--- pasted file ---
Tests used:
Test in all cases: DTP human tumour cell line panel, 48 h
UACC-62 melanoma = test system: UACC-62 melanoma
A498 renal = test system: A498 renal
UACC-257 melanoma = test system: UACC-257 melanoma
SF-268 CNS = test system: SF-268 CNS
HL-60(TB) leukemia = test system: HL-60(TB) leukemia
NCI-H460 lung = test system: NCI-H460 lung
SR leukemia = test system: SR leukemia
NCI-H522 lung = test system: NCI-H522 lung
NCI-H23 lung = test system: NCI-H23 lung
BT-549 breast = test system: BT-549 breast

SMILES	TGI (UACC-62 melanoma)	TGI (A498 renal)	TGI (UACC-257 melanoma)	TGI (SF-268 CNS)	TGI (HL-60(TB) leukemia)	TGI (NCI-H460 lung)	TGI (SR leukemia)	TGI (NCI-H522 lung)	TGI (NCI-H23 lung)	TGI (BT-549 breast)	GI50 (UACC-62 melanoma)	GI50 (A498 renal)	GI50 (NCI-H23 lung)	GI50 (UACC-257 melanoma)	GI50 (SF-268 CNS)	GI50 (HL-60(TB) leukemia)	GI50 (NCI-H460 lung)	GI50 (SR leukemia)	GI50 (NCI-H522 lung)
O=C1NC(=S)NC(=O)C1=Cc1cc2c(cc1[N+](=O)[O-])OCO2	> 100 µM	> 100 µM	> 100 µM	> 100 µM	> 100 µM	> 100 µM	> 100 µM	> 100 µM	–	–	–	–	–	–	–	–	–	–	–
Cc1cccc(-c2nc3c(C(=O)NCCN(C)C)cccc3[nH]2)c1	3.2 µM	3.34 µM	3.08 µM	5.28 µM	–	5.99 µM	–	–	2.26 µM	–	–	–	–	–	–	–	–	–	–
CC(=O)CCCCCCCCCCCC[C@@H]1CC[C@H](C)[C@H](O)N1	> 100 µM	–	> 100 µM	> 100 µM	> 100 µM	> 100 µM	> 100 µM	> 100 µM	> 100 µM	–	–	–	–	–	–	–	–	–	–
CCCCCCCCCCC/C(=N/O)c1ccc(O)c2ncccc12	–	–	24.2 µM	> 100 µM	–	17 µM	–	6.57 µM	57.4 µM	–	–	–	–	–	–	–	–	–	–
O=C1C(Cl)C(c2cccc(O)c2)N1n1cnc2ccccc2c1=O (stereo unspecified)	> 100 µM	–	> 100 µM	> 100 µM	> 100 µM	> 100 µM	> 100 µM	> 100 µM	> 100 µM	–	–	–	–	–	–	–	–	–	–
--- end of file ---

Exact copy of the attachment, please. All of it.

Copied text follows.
Tests used:
Test in all cases: DTP human tumour cell line panel, 48 h
UACC-62 melanoma = test system: UACC-62 melanoma
A498 renal = test system: A498 renal
UACC-257 melanoma = test system: UACC-257 melanoma
SF-268 CNS = test system: SF-268 CNS
HL-60(TB) leukemia = test system: HL-60(TB) leukemia
NCI-H460 lung = test system: NCI-H460 lung
SR leukemia = test system: SR leukemia
NCI-H522 lung = test system: NCI-H522 lung
NCI-H23 lung = test system: NCI-H23 lung
BT-549 breast = test system: BT-549 breast

SMILES	TGI (UACC-62 melanoma)	TGI (A498 renal)	TGI (UACC-257 melanoma)	TGI (SF-268 CNS)	TGI (HL-60(TB) leukemia)	TGI (NCI-H460 lung)	TGI (SR leukemia)	TGI (NCI-H522 lung)	TGI (NCI-H23 lung)	TGI (BT-549 breast)	GI50 (UACC-62 melanoma)	GI50 (A498 renal)	GI50 (NCI-H23 lung)	GI50 (UACC-257 melanoma)	GI50 (SF-268 CNS)	GI50 (HL-60(TB) leukemia)	GI50 (NCI-H460 lung)	GI50 (SR leukemia)	GI50 (NCI-H522 lung)
O=C1NC(=S)NC(=O)C1=Cc1cc2c(cc1[N+](=O)[O-])OCO2	> 100 µM	> 100 µM	> 100 µM	> 100 µM	> 100 µM	> 100 µM	> 100 µM	> 100 µM	–	–	–	–	–	–	–	–	–	–	–
Cc1cccc(-c2nc3c(C(=O)NCCN(C)C)cccc3[nH]2)c1	3.2 µM	3.34 µM	3.08 µM	5.28 µM	–	5.99 µM	–	–	2.26 µM	–	–	–	–	–	–	–	–	–	–
CC(=O)CCCCCCCCCCCC[C@@H]1CC[C@H](C)[C@H](O)N1	> 100 µM	–	> 100 µM	> 100 µM	> 100 µM	> 100 µM	> 100 µM	> 100 µM	> 100 µM	–	–	–	–	–	–	–	–	–	–
CCCCCCCCCCC/C(=N/O)c1ccc(O)c2ncccc12	–	–	24.2 µM	> 100 µM	–	17 µM	–	6.57 µM	57.4 µM	–	–	–	–	–	–	–	–	–	–
O=C1C(Cl)C(c2cccc(O)c2)N1n1cnc2ccccc2c1=O (stereo unspecified)	> 100 µM	–	> 100 µM	> 100 µM	> 100 µM	> 100 µM	> 100 µM	> 100 µM	> 100 µM	–	–	–	–	–	–	–	–	–	–